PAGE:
- It encourages companies to ensure product safety and therefore it offers better health protection benefits.
- Uniform safety standard for consumers.
- It increases the competitiveness of the market.
- It ensures that new products will be available to consumers more quickly.
- It guarantees equal treatment of all companies.
Introduction of Post-marketing Vigilance for Cosmeceutical Products
Post-marketing vigilance systems usually focus on adverse reactions of drugs, recently much consideration is given to medical devices, blood products, biologics, special nutritional and natural products, whereas less attention has been addressed to adverse reactions related to cosmetic or cosmeceutical products. Germany and Sweden are the two countries that have a formal cosmetovigilance system. The well-structured cosmetovigilance system is not only to investigate but also to prevent the risk of adverse reactions through cooperation and coordination among different scientific experts, health authorities, industry/manufacturers, and consumers organizations. This could contribute to increased safety of cosmeceuticals use which is important for the safeguard of public health.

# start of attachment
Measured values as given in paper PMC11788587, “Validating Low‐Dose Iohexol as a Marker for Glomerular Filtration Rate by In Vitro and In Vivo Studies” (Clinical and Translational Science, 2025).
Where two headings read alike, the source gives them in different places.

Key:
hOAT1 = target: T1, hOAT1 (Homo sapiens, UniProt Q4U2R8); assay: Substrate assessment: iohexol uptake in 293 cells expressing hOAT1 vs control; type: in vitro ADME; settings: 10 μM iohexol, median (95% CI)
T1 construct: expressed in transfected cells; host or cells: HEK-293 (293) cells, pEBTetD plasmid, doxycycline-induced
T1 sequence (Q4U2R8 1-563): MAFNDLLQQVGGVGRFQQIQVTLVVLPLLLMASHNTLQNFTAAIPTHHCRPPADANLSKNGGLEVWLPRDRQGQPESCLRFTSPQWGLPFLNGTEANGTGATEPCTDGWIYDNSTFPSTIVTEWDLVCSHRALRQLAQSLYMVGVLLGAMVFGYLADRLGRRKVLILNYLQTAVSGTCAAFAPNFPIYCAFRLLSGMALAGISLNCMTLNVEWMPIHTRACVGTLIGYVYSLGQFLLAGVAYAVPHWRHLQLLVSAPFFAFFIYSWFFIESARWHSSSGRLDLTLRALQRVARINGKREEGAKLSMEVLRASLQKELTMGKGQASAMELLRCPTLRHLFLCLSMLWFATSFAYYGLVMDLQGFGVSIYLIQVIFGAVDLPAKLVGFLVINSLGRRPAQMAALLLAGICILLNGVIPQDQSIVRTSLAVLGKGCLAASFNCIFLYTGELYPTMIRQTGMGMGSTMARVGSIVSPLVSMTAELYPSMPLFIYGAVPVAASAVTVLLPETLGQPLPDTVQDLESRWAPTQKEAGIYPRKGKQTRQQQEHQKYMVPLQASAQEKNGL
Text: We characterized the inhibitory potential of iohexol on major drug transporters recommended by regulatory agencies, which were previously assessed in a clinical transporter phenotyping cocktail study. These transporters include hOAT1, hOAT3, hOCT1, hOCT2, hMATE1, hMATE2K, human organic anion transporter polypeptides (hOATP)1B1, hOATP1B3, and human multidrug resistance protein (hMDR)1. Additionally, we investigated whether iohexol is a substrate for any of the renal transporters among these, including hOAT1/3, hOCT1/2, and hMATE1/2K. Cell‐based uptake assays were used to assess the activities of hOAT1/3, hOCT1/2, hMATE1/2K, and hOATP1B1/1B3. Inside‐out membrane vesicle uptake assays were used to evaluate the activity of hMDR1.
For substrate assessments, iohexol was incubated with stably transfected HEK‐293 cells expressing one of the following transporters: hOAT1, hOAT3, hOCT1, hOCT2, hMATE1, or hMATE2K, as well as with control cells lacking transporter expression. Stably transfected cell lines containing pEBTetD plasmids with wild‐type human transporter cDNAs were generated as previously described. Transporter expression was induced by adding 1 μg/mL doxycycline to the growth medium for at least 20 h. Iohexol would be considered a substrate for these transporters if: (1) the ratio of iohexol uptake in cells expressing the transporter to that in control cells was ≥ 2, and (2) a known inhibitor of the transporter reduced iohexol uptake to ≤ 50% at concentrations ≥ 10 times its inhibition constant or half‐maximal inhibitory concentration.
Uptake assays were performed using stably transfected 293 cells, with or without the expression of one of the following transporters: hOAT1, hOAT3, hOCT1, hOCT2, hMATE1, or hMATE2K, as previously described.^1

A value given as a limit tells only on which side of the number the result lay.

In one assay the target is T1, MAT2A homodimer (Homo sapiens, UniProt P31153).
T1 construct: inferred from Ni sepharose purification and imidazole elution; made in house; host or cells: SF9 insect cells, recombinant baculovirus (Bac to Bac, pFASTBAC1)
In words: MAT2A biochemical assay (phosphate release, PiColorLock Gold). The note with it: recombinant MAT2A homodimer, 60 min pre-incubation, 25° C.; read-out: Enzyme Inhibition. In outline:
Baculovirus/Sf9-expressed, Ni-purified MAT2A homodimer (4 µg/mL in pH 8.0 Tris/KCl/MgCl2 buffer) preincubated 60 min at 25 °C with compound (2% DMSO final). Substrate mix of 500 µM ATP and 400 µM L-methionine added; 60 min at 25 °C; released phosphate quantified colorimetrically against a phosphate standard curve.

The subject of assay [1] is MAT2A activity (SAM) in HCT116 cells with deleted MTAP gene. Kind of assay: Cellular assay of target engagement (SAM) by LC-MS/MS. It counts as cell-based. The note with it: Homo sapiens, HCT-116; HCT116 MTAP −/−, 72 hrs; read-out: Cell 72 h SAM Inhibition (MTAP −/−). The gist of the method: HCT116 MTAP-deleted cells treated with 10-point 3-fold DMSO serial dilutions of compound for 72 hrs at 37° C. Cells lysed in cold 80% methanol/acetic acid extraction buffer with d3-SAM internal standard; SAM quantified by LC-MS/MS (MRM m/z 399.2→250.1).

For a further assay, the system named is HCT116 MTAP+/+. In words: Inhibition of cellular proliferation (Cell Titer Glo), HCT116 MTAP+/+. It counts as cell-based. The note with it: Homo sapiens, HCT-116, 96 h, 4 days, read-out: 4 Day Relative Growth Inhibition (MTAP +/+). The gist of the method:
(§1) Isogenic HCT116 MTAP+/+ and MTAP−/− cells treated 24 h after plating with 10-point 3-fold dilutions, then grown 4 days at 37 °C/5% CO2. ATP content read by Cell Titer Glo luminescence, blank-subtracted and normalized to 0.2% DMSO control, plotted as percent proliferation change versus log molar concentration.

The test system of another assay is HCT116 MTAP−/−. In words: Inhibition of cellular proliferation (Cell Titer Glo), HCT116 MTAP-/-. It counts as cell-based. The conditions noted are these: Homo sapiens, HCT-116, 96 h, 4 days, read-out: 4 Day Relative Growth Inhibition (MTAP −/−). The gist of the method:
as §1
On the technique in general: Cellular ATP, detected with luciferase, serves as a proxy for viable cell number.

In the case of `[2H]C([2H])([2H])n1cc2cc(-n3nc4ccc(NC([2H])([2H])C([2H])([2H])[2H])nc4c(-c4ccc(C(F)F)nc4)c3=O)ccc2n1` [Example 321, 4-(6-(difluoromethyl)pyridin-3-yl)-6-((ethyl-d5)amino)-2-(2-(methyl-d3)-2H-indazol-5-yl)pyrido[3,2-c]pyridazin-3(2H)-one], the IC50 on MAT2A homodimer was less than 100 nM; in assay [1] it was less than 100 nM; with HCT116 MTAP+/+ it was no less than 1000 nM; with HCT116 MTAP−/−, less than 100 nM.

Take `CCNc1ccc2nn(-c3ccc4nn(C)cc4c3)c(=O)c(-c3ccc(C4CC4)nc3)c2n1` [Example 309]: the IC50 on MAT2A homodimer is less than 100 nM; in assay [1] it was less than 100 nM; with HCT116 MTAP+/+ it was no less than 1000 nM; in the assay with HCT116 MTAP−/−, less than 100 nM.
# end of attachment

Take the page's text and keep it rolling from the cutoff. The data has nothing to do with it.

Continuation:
Information accessible to the Public
The cosmetic companies should co-operate with the public by providing information about the products which they are using. The information has to be made to the public on request, but it should not be published. Even the public can access the information by writing to the company, through telephone, and by visiting the company website. The information related to the qualitative and quantitative composition of the products; existing data on undesirable effects on human health resulting from the use of cosmeceutical products should be accessible to the public. The company should answer all the queries and requests in simple language and should maintain the records of all complaints, requests, and answers given by the company.
Advisory body: (Cosmeceutical Consultative Committee)